The key to reading Slavoj Žižek is not to take him too seriously. His writing can be difficult to follow at the best of times. His thoughts trail across the page like a series of intellectual paroxysms. For the uninitiated, this apparent chaos can be alarming, giving the impression that Žižek is actually a charlatan. Beneath all his idiosyncrasies and highfalutin allusions to Hegel, Lacan, and so on and so on, perhaps there is simply no there there. That is certainly the opinion of Noam Chomsky, who describes Žižek’s work as “theoretical posturing which has no content”. Chomsky misses the point. For Žižek, the chaos is deliberate. Madness is the method. Understanding this is the first step to properly critiquing Žižek’s work.
Pick up any Žižek text, and you will find no shortage of paradoxes, juxtapositions, and jokes. Heaven in Disorder (2021) is no exception. As I said, these juxtapositions have a point. Žižek’s aim is to puncture our everyday mode of thought, which, by default, is a mode of thinking that tends to reinforce the status quo. By exposing contradiction through the use of seemingly absurd comparisons, we are forced to confront our reality anew. One such example has been lingering on my mind for weeks now. Žižek reminds us that the immediate catalyst for the Hong Kong student protests was opposition to a proposed extradition treaty which would allow those accused of crimes (read: oppose the Chinese Communist Party) to be extradited to mainland China. Such mass opposition highlights Hong Kong’s defence of its own legal system. Compare that with the request that the United Kingdom extradite Julian Assange to the United States to face trial for exposing war crimes. The UK government, and by and large the British population, have acquiesced. Žižek concludes: “…the United Kingdom is more subservient to the United States than Hong Kong is to China”.
Is this literally true? No, not really. Of course the UK is far more of a sovereign entity than Hong Kong, which has and continues to have serious disagreements with the United States. Still, the fact that this comparison appears even remotely legitimate forces us to confront the absurdity of our current position. Why is there not more opposition to the United States’ request, even if only on the grounds of state sovereignty? As an Australian, it strikes me how our government has simply left one of our own out to wither away in solitary confinement, aided by the silence of the Australian media. And yet how easily we praise those brave Hong Kong protestors for defending their legal sovereignty. Again, Žižek’s aim is not to literally say that the United Kingdom is an American vassal state, but to prompt us to think: whose interests does such lopsided attention serve?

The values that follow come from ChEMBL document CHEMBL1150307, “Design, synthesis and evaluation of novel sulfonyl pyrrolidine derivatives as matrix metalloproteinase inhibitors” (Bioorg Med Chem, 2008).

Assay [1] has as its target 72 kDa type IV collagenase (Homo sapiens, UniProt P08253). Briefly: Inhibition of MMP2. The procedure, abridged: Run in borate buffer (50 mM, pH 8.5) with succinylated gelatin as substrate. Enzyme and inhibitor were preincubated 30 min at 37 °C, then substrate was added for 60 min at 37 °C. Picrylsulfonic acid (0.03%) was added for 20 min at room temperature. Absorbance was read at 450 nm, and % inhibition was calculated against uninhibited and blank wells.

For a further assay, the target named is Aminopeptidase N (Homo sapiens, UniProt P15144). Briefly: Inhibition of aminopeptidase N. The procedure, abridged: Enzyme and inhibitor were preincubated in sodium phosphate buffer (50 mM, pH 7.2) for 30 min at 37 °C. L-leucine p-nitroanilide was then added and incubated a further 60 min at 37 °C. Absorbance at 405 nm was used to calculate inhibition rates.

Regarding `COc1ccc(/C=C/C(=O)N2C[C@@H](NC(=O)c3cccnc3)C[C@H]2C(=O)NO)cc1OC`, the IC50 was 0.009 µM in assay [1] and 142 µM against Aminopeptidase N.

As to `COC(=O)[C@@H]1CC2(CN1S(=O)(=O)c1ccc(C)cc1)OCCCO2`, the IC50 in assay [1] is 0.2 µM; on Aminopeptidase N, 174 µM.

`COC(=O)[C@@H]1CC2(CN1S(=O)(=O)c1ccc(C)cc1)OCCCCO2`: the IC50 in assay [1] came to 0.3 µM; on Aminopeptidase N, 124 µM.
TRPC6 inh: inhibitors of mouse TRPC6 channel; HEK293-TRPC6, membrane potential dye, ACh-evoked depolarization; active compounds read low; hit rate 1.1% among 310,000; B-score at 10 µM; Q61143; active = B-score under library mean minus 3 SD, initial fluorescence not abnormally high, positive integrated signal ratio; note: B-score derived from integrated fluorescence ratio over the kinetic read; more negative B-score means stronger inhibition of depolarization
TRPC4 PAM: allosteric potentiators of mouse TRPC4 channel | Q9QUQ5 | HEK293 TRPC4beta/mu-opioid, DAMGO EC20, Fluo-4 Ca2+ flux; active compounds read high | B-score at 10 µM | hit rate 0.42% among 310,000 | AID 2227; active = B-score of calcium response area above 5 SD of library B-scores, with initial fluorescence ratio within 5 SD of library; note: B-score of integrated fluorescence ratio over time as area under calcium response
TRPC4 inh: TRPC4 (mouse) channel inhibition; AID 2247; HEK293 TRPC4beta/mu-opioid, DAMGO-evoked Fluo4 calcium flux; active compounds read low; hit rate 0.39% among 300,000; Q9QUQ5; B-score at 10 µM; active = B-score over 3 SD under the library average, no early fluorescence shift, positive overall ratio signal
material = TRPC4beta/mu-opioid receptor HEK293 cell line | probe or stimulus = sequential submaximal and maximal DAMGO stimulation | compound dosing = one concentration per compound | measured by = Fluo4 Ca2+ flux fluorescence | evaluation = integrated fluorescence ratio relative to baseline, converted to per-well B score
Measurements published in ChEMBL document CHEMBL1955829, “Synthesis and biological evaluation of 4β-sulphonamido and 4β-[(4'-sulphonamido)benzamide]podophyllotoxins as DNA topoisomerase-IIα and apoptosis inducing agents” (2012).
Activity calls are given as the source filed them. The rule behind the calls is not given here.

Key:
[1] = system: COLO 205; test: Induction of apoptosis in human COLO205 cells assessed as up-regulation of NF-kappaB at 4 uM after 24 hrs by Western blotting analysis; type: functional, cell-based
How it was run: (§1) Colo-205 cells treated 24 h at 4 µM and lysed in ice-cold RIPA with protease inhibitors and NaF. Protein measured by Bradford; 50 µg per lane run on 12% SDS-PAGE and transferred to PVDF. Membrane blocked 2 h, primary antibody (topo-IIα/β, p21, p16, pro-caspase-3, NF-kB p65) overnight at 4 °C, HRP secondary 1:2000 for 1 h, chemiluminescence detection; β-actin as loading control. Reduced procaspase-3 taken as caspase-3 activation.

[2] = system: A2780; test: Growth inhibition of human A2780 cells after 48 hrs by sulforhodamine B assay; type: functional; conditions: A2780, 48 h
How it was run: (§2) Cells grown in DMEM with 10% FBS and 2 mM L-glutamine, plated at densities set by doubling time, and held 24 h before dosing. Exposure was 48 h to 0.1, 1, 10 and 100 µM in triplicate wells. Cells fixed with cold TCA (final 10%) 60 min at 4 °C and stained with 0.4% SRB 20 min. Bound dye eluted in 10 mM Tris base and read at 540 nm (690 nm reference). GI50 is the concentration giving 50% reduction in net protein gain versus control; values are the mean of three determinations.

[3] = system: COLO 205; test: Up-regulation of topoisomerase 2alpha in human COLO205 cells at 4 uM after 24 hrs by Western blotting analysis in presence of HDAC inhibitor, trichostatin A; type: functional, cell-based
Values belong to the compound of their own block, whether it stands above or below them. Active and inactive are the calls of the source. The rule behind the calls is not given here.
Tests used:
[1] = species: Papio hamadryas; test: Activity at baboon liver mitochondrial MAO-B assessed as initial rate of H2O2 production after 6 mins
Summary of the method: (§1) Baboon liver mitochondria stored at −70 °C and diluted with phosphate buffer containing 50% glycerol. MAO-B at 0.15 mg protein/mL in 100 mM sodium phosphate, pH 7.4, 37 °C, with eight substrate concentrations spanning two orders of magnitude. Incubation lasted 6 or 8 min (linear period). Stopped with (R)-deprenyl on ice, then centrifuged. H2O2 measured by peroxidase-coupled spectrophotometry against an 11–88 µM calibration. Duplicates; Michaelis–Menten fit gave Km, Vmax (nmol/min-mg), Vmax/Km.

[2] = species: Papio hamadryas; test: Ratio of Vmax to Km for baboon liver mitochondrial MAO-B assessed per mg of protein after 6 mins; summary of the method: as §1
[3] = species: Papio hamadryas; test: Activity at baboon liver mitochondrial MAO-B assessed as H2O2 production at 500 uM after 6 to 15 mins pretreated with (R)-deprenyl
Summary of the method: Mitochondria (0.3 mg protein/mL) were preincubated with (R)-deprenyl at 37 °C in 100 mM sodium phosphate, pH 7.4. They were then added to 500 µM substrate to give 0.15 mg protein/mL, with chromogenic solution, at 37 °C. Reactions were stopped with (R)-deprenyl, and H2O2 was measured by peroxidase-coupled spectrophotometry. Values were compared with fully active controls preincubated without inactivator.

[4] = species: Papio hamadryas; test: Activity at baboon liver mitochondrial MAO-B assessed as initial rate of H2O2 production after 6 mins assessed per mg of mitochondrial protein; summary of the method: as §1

Heaven in Disorder (2021) contains many such examples which cause a momentary rupture in the dominant ideology. To linger on them all would be a disservice. Instead, we should say something about the underlying purpose of the book, which is suggested by its title. In the immediate aftermath of the Cold War, it seemed that the riddle of human history had been solved: humanity was progressively hurtling towards universal rule by liberal democratic capitalism. This would be the final destination in humankind’s socio-political development. Such was Francis Fukuyama’s infamous ‘end of history’ thesis. The benefit of this analysis was that it provided a coherent, overarching framework for interpreting political affairs. Events could be understood as either hurting or helping liberalism’s inevitable expansion. Thus, while events on Earth might be in disorder (terrorism, recessions, civil wars, etc.), our ideology (heaven) provided an orderly reference point. This is what Chairman Mao meant he said: “There is great disorder under heaven; the situation is excellent.” Although China faced great upheavals, the situation was excellent because they provided the opportunity to implement a Communist revolution. Žižek’s point is that today, our ruling ideology is no longer capable of providing order and meaning to political events. There is great disagreement on where human history is headed. Our crisis is one of ideology: how do we interpret political events in the twenty-first century? Heaven itself is in disorder.